VIDEO New Year, New You, and Student of Scripture

So it was that for a whole year they assembled with the church and taught a great many people. And the disciples were first called Christians in Antioch. Acts 11:26

In Acts 11, Barnabas was overseeing the work in the local church at Antioch, and he needed an assistant. He recruited Saul of Tarsus, who was coming to be known as Paul. They devoted an entire year to the project of growing the church and teaching the Word of God. The effort was so successful that people began calling these believers by the name of Christ Himself—Christ-ones, or Christians.

Imagine what would happen if you devoted a whole year to personal Bible study! It would produce a new you! Millions of people around the world take online courses in their homes. They build specific time into their daily schedules to work on their degrees. What if you said to yourself, “This year I’m going to become a student in the School of God’s Word. I’m going to build time into my daily schedule to become proficient in Scripture.”

There are all kinds of resources to help you with that, but it begins with an open Bible and a pencil. This year, let His Word dwell in you richly.

When you open your Bible, God opens His mouth. Mark Batterson


Acts 11 – Skip Heitzig

Mighty

[Goliath] looked David over and saw that he was little more than a boy. 1 Samuel 17:42

Baby Saybie, born as a “micro-preemie” at 23 weeks, weighed only 8.6 ounces. Doctors doubted Saybie would live and told her parents they’d likely have only an hour with their daughter. However, Saybie kept fighting. A pink card near her crib declared “Tiny but Mighty.” After five months in the hospital, Saybie miraculously went home as a healthy five-pound baby. And she took a world record with her: the world’s tiniest surviving baby.

It’s powerful to hear stories of those who beat the odds. The Bible tells one of these stories. David, a shepherd boy, volunteered to fight Goliath—a mammoth warrior who defamed God and threatened Israel. King Saul thought David was ridiculous: “You are not able to go out against this Philistine and fight him; you are only a young man, and he has been a warrior from his youth” (1 Samuel 17:33). And when the boy David stepped onto the battlefield, Goliath “looked David over and saw that he was little more than a boy” (v. 42). However, David didn’t step into battle alone. He came “in the name of the Lord Almighty, the God of the armies of Israel” (v. 45). And when the day was done, a victorious David stood above a dead Goliath.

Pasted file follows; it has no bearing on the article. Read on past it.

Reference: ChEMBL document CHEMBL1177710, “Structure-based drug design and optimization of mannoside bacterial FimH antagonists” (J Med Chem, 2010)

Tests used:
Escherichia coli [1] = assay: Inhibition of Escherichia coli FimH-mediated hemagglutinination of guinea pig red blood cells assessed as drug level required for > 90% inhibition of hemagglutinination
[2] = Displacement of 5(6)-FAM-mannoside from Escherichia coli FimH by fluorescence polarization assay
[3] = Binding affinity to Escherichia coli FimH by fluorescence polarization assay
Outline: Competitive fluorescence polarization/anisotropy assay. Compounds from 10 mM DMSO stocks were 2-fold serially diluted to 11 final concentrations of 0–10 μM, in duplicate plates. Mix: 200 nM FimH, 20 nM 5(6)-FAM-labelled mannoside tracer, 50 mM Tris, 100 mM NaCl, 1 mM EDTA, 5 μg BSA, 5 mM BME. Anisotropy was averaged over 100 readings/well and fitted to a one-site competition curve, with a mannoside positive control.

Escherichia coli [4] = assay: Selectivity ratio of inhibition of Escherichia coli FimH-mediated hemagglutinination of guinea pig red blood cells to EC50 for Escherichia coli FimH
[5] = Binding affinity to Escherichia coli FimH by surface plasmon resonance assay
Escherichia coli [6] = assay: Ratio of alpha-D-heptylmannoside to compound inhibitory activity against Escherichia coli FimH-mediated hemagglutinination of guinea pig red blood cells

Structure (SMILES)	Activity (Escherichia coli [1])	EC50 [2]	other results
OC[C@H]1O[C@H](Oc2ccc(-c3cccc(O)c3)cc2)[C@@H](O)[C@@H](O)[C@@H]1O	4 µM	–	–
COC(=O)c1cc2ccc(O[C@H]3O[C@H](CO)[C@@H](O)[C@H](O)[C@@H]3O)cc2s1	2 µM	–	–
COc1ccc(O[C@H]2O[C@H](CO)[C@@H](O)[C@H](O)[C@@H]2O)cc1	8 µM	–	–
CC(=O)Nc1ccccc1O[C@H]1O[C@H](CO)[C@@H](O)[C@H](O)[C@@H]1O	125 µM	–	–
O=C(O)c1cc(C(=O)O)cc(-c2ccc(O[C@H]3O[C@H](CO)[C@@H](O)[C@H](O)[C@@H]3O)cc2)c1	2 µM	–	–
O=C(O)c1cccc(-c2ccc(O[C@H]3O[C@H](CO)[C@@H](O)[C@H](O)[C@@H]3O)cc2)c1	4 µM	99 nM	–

No matter how enormous the problem, when God is with us there’s nothing that we need to fear. With His strength, we’re also mighty.

By:  Winn Collier

Reflect & Pray

When do you feel small and insignificant? How can you see God present with you and strengthening you despite insurmountable odds?

God, I feel tiny today. Left to myself, there’s no way forward. But I trust You to be with me and guide me. I’m trusting in Your strength.

The Mission of Christ

John 6:35-40

If Jesus’ ministry on earth could be summed up in one concise verse, it might be John 6:38: “For I have come down from heaven, not to do My own will, but the will of Him who sent Me.” Even at a young age, Jesus was conscious of His mission (Luke 2:49). And later when He began His public ministry, He depended fully on the guidance and power of the Holy Spirit (Luke 4:1).

The Father’s ultimate purpose for His Son was this: Jesus was to live a perfect life of total obedience and then offer Himself as a sacrifice to atone for sin, resulting in reconciliation of fallen humanity to God. Even when overcome with despair, Jesus did not turn from His calling but prayed, “Yet not My will, but Yours be done” (Luke 22:42). He suffered the agony of the cross while bearing God’s wrath for sin. Then He died and after three days was raised to life, having fully accomplished all that His Father gave Him to do.

This is good news for us today because redemption is complete. It’s now the Father’s will “that everyone who beholds the Son and believes in Him will have eternal life” (John 6:40). Have you trusted in Christ yet?

The Father of Believers

“And he believed in the LORD; and he counted it to him for righteousness.” (Genesis 15:6)

The key New Testament doctrine of imputed righteousness, received through saving faith in the Word of God, is foreshadowed beautifully in the life of Abraham. Because of his strong faith, demonstrated again and again in difficult acts of obedience, Abraham has been called “the father of all them that believe” (Romans 4:11). Our text verse is quoted four times in the New Testament (Romans 4:3, 22; Galatians 3:6; James 2:23) and is made the basis of the great gospel theme of salvation and righteousness. This is obtained not by one’s good works but by imputation, and is received through faith in the gracious promises of God through Jesus Christ. “For he hath made him to be sin for us, who knew no sin; that we might be made the righteousness of God in him” (2 Corinthians 5:21).